I’m not saying that’s true at all, but that’s the message you’re giving out here, to me at least. The overall tone of this comment is negative.

    I’m not saying you should install CommentLuv (although I do have a suggestion: see below). I wouldn’t be less likely to post a comment on a blog because of a lack of a CommentLuv plugin.

    I WOULD be less likely to post a comment on a blog because of a feeling that the owner is a negative person who doesn’t value his or her readers (not saying you are at all, just that this is the message you’re kind of giving out). I do think comments like this could be causing people to disengage with you (particularly if they would prefer you to have a commentluv plugin), and therefore less likely to comment.

    And as for CommentLuv, I think it would be very interesting to see whether it really makes a difference to the number and the quality of comments you get. Installing it for a month and seeing whether it makes a difference could make for some interesting results, and you could always uninstall it later (I’m assuming that’s possible; mybe it’s not)

    1. Hello Alison, thanks for taking the time to post a comment.

      First of all, I’m sorry to hear that my tone seemed mean and pinching to you. I don’t filter myself much on this blog (it’s my own blog after all), the result might not appeal to everyone.

      I can’t really add any insight when you’re saying that you wouldn’t feel like commenting on a blog because the author sounds negative in one comment. I am however surprised that you would discard an entire blog and the content of thousands of posts because of 1 comment that rubbed you the wrong way.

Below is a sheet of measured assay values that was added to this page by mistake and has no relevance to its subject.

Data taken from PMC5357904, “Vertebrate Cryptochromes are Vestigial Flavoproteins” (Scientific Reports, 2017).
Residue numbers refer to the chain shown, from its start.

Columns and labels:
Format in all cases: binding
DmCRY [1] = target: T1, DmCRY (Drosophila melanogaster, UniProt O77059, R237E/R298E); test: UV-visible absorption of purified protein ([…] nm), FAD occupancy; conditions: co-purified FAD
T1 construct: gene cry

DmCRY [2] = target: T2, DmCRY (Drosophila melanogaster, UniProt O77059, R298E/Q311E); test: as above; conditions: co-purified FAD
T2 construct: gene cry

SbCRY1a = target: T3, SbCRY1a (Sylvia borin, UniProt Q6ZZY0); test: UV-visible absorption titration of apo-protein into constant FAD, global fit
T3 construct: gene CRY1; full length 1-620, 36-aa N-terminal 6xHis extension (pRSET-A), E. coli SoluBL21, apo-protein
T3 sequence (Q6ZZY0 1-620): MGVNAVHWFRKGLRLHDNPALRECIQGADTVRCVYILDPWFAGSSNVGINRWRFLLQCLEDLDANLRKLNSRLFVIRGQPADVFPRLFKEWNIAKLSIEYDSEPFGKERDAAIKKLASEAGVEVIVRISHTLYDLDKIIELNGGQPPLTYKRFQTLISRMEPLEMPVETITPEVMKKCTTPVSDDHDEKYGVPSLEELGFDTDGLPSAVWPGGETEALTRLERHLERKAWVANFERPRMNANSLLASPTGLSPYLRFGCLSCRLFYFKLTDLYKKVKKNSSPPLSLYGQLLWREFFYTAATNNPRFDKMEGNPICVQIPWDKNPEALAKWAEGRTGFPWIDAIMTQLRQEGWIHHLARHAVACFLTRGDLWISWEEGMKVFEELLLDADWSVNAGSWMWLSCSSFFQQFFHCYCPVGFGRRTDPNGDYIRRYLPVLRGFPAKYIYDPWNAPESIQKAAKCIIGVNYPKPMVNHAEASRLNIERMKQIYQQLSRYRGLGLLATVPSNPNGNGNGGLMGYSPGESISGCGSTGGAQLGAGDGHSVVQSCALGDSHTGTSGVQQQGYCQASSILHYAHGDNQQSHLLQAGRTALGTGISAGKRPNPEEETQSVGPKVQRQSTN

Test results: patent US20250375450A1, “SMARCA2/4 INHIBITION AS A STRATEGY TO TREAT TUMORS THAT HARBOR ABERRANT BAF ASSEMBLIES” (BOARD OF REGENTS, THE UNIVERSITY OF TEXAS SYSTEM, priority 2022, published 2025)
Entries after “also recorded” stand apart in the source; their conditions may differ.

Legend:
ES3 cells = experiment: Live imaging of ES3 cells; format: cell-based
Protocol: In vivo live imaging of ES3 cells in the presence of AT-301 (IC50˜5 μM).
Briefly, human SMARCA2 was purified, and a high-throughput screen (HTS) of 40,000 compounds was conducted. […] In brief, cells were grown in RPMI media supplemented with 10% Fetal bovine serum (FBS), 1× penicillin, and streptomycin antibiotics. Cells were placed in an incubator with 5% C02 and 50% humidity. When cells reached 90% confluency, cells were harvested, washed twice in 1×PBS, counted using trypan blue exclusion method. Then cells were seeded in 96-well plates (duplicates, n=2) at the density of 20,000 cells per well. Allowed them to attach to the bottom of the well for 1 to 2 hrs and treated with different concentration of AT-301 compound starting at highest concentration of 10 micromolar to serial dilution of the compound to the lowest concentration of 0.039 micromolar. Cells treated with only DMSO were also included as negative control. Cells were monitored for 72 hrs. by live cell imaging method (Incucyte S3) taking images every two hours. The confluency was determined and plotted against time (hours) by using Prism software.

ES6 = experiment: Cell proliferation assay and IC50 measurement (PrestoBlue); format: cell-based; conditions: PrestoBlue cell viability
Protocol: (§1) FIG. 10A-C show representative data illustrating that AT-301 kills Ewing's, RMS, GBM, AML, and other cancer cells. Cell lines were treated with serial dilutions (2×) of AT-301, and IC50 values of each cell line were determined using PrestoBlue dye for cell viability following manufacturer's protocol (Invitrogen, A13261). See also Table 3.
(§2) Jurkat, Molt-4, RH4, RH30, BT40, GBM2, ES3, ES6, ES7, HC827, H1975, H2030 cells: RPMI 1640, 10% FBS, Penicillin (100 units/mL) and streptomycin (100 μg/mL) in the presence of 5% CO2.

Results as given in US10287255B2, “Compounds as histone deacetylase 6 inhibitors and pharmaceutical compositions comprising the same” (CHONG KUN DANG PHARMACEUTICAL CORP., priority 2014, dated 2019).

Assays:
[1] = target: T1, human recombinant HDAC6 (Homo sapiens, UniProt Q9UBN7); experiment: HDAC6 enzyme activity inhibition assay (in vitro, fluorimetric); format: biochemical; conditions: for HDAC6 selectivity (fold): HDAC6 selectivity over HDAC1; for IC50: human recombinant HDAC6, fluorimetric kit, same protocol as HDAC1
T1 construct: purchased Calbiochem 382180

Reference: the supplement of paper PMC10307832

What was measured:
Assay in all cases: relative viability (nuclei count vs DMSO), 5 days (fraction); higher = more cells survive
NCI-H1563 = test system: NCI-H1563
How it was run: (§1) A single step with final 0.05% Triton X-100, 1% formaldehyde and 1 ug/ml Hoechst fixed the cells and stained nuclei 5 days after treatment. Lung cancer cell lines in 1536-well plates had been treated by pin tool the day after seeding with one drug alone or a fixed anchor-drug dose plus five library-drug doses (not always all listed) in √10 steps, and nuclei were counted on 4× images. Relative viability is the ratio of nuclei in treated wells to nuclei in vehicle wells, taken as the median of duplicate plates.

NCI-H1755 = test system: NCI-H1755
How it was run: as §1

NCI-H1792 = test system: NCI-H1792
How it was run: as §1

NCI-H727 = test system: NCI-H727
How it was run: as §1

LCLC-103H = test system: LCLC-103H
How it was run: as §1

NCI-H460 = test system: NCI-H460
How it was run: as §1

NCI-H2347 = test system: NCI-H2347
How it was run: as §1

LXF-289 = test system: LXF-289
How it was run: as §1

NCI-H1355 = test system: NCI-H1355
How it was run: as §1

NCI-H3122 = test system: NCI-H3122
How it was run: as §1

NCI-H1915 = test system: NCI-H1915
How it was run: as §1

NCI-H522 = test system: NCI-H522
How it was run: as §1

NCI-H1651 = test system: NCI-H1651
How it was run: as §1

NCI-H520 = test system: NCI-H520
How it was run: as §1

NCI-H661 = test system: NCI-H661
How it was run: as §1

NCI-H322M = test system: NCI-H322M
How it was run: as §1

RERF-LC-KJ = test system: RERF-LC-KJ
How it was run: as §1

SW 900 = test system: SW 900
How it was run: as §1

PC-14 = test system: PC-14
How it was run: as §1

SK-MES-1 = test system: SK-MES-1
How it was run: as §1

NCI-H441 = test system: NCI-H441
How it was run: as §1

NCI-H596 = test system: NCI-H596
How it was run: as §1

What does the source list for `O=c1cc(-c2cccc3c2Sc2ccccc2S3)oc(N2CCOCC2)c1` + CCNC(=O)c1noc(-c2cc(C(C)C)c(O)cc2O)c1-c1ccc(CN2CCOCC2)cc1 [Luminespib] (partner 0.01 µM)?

What i meant in my CommentLuv comments is that I would rather have zero comment than comments that sound like: “Thanks, I particularly agree with ** insert random quote from article **. Read my latest blog post at http://www.example.com/latest-post/.”

      Comments are a controversial subject because most people do not comment to add to the discussion, but they comment for selfish reasons.

      I do not blame people who comment for selfish reasons if it’s to build their own authority, but if it’s little more than comment spam, I am not interested.

      There is a reason comments are called “comments” instead of “self-promotion box (anything goes)” or “spam box”.

      I see many bloggers being truly desperate for comments as they want to look bigger than they are, so they will approve even the most empty comments, even if they consist of less than 5 words.

      This doesn’t make that blog community & blog look good… This make it look like it’s open season for people thirsty for backlinks to spam the comments there.

      Sure, they might have big comment numbers, but is there any real substance to them?